We had cupcakes for dessert -- an assortment of flavors, and I got to pick first -- and they gave me a wonderful new leather-bound journal. I've decided to turn it into my "church notebook." I'm using notebooks like mad these days, as my mind is churning with ideas and inspiration, but I am going to see what it's like to have a special notebook that I use to jot down thoughts I want to remember when I am pew-sitting.
And -- just in case you were wondering "what's the point?" I'm just about there.
The morning after hosting us for supper, Peggy sent us a sweet and thoughtful email. Now -- as Southern belles -- Leigh Ann and I were the ones who owed her a note. But instead, she sent us a note. That's just proof she's the gracious lady her mama raised her to be.
Tommy Tomlinson has a fun article in Charlotte Mag this month called "Is Charlotte Southern?" Did y'all see it? One paragraph in particular reminded me of you two:
"[A] Southern touchstone is the emphasis on family--not just the people in your house but an extended family of kinfolk and friends or neighbors. They're the people you invite for a Sunday potluck, or get with to watch a ballgame, or gather up to visit somebody who's sick."
Love you both, and love your generous, Southern sense of family.
What an awesome, awesome article! You can read it for yourself here. Tommy Tomlinson is an incredibly talented writer; maybe I "oughta" try and meet him sometime. How can you not love a guy who would write this:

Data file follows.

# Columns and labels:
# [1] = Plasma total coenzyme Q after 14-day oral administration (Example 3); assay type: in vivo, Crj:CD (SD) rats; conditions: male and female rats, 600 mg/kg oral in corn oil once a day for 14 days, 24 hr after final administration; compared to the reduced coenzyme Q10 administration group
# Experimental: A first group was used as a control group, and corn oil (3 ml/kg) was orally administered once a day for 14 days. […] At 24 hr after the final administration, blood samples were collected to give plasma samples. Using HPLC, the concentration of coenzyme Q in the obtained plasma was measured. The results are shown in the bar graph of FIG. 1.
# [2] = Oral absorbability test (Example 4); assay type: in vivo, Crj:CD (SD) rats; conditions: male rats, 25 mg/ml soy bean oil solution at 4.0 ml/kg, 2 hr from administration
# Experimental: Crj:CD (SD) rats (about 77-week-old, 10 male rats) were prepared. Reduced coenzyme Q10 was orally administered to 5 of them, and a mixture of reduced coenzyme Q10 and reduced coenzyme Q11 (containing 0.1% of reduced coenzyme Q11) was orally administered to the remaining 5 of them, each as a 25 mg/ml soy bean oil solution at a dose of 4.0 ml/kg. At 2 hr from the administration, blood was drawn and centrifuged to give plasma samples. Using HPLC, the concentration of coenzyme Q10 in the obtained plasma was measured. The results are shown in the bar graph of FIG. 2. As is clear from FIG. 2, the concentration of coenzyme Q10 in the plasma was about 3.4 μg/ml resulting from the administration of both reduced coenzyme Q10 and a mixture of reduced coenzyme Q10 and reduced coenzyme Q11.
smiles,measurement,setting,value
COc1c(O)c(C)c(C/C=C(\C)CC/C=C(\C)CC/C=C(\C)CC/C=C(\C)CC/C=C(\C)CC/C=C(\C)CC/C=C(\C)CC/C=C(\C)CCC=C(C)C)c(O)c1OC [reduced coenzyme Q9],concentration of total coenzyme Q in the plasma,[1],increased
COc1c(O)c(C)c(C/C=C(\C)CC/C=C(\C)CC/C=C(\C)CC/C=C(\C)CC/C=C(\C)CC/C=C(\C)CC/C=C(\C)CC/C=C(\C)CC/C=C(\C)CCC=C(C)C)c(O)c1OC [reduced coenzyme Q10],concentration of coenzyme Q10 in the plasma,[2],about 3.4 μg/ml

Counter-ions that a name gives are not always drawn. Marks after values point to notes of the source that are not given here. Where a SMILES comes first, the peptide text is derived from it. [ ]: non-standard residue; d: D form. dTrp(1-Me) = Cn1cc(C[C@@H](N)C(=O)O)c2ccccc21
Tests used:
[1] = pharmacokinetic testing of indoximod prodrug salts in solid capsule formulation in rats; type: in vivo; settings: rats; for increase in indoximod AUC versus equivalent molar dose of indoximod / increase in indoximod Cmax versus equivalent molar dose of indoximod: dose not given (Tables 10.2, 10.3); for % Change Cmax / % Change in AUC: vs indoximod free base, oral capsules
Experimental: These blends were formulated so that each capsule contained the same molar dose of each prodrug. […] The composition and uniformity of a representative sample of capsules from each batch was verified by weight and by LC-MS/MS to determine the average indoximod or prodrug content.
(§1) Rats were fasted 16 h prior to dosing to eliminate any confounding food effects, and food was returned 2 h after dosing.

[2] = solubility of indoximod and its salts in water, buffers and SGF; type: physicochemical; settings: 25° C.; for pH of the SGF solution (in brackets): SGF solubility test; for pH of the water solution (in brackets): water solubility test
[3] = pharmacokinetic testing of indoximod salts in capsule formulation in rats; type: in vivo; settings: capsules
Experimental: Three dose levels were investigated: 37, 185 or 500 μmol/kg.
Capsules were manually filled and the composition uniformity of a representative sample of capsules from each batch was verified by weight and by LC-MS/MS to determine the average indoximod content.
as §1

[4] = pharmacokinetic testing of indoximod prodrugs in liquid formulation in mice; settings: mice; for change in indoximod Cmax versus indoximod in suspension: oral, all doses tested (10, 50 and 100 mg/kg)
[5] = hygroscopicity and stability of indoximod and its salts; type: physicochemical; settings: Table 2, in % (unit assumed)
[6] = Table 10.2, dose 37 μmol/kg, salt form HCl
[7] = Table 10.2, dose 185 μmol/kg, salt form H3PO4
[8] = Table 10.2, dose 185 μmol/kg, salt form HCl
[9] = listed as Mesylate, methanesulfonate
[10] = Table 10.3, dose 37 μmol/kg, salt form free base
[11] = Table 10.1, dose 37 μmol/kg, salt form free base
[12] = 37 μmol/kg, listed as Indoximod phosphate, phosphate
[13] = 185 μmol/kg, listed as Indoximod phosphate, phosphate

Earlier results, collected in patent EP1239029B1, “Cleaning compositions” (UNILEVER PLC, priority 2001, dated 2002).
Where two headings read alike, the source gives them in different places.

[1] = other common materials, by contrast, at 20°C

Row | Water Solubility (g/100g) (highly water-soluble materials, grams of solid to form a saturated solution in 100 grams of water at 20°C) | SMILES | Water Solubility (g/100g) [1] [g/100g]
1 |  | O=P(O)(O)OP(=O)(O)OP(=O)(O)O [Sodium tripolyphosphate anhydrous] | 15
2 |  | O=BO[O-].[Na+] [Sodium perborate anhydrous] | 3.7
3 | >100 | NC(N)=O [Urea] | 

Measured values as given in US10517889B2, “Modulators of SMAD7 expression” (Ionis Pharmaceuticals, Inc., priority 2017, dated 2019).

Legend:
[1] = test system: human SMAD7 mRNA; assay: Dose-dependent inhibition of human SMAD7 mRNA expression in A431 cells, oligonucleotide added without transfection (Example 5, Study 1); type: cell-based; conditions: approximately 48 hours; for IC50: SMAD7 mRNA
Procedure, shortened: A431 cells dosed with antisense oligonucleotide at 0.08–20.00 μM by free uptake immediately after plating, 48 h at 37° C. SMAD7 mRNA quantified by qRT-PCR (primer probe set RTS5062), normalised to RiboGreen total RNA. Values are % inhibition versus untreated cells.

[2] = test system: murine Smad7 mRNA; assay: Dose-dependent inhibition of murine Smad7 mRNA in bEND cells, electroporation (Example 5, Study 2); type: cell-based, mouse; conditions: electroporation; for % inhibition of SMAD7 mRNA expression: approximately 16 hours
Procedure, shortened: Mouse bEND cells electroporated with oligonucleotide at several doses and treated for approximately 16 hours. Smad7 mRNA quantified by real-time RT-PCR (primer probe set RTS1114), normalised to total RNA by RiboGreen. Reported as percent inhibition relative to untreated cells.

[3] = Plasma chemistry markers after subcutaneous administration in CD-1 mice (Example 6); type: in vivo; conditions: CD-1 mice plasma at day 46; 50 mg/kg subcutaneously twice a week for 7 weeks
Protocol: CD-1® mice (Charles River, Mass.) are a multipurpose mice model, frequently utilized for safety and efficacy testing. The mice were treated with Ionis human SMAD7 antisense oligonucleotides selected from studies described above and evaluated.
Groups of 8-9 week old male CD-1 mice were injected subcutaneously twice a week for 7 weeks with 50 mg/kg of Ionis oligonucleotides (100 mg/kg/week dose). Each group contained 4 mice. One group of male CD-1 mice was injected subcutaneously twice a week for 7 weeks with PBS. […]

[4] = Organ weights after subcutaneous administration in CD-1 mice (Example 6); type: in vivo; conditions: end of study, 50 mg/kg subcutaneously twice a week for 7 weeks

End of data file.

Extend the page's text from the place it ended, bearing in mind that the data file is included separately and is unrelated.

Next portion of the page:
... people think the South is more eccentric than other places—I call it the Crazy Aunt Theory. In other parts of the country, they stick their crazy aunts in the attic. But down here it’s too hot to do that, so we put our crazy aunts right out on the porch and drag them to Golden Corral or wherever. Charlotte’s all-time champion eccentric, Hugh McManaway, wasn’t stuck in a back room somewhere. He was out there at Providence and Providence and Queens and Queens, directing traffic. And after he died we built a statue of him.
You loved that statue! Everybody loves that statue. What a funny way to tell the story behind it.
People almost literally embrace that crazy old man by decorating him for milestone events. Graduations. Weddings. Maybe there are wacky nuts like us who even would have decorated it for funerals. And he sits right there at the doorstep of our church, Myers Park United Methodist.
We'd love to say that's a metaphor for "come one, come all...crazy or sane...join us, worship here...we'll make room and find a place for you...it's not a museum for saints, it's a hospital for sinners." The kind of radical inclusion, radical grace and hospitality the south can be known for at its best moments. Isn't that what church "oughta" be?
But the church and the south -- and all of us, no matter who we are or where we come from -- always fall short here and there. We create little clubs and little ways to feel connected and special -- whether they're churches or sororities or book clubs or you name it. Ways to find a place, fit in, belong, not feel so lost, so lonely, so alone in this big ol' world. We fill up the pew and think, "Sigh. Do I HAVE to scoot down? Why didn't they get here earlier?"
And then...one day...we ourselves show up late...get a little lost...need an extra dose of hospitality, an extra dose of grace. Dad got a big helping of that on Sunday, when Mr. George made a point of inviting him to hear the Johnson Family sing at Gretna Presbyterian. They used to be best friends, and they've gone their separate ways for a while now, but things have changed, and Dad both needed and appreciated that mighty kind invitation, complete with a tasty barbecue lunch.